Brian Nelson

_NOFS spoke to a Emerging Voices Filmmaker Brian Nelson about the upcoming screening and fundraiser of his film Hail to the Queens.

Brian, how did you begin this documentary production about Mardi Gras Indian Queens?
Hail to the Queens is inspired by a museum exhibit “Queens Rule” that my mom and grandmother curated back in 2009. The museum exhibit was the first of its kind that explored the lives of Black Indian Queens of NOLA.

Your film’s cast include black women within New Orleans trying to help their own communities. Did these women rise up in a patriarchal group out of necessity, or was this challenge placed on them?
Much of their responsibilities to empower themselves and their communities are direct responses to dire circumstances that effect underserved minority’s neighborhoods worldwide. Also, as Queens and leaders within the culture, they have a responsibility to protect the young people of the tradition and community, so I sense much of their responsibilities are placed on them by their culture.

How have these communities influenced your storytelling as a filmmaker?
One of the reasons I became a filmmaker was to help provide voices to disenfranchised people who normally would not have a voice. The purpose is bringing positive change to the masses, especially people of underserved communities. I keep this notion at the forefront of my filmmaking whenever I approach a Big Chief Brian original film.

Do you believe the Mardi Gras Indian Queens are beneficial to more than just their communities? Do you see a progression or movement coming from their influence and teachings?
Our Queens do not subscribe to Western standards of beauty. They create their own definition of beauty and live by it with each fiber of their souls through their hand sewn ritual regalia. They are Queens of the tradition and Queens of the world. It’s in their talk, walk, dress, and actions towards others. I hope young girls take from our Black Indian Queens that they are beautiful and royal queens no matter what society, media, or even family may say. Your beauty and royal status is defined by you. Believe in it, and own it with the way you live your life and carry yourself.

What sort of documentary film techniques did you use while editing or shooting? Why did you use those techniques?
For this film, I spoke through the lens straight from the heart much like the way I sew my Indian Suits or create music. It was soul food on film. I went with my gut feeling in the process while using techniques I learned through professional and scholarly film experiences.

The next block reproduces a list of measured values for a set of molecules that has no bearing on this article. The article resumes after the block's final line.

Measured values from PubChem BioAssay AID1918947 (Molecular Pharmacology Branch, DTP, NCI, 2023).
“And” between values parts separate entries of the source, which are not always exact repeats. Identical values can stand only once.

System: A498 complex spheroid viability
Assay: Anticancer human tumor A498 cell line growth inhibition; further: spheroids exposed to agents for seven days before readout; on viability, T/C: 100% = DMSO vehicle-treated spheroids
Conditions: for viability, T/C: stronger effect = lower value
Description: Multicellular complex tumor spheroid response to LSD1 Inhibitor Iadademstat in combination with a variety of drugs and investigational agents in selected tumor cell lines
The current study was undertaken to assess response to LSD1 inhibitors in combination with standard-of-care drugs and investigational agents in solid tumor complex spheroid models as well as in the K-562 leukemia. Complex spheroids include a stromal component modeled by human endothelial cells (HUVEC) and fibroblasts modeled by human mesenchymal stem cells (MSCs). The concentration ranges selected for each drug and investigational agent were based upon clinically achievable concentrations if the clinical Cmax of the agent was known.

How did you manage picking out the best raw footage? How did you decide what shots should be used?
I collaborated with my editor Ken Eng and producer Marques Miles to choose which shots looked the best. They are not from NOLA. They are colleagues of mine who live in Los Angeles. Having absolutely no previous experience with this culture, they helped me see things from an outsiders perspective.

Were there any story changes that happened while filming? Did the production change course because of other unforeseen events?
Yes, in the middle of our production an elder Mardi Gras Indian member passed who was a childhood mentor of mine. His name was Theodore “Goodie” Goodman of the Flaming Arrows. This rocked the worlds of the Flaming Arrows and Indian Nation in general. Our Queens of my documentary and myself had to do ceremonial ritual at his funeral in addition to the fact that they all grieved for him during our shoot. We as a film crew shot unexpected scenes of the grieving process with Goodie’s family and Indian Gang which I and the queens we’re apart of. I truly had to find balance as a filmmaker and on screen participant.

Do you think documentary filmmakers are motivated to influence change?
Yes, because documentaries are real life. Documentary filmmakers we have a responsibility to encourage positive growth through our documentation due to the fact that you never know who’s life could be saved and changed due to real life experiences that is explored via your film.

Will you continue working on documentaries, or will you expand your filmmaking palette?
A close personal mentor by the name of Jonathan Demme made me promise him that I’d never become a Documentary Filmmaker as I graduated from USC film school. The reason being is that doc filmmakers don’t make much income. However, this particular subject matter was a spiritual calling for me that I could no longer deny. It’s my family’s history. I will continue to make docs that only speak to my heart. I am in the preproduction phase of filming Keeper of the Flame as a feature film from its original 30 minute format. It is the first scripted film about the Indian Tradition. I hope to expand my palate of films as soon as I complete Keeper of the Flame next year. Lastly, look out for my new album which is coming Mardi Gras 2017. It’s the first ever Mardi Gras Indian Rap Album which has a cinematic aspect to it that includes narrative music videos that explore the culture of Mardi Gras Indians and politics of New Orkeans and worldwide.

**RSVP to Hail to the Queens.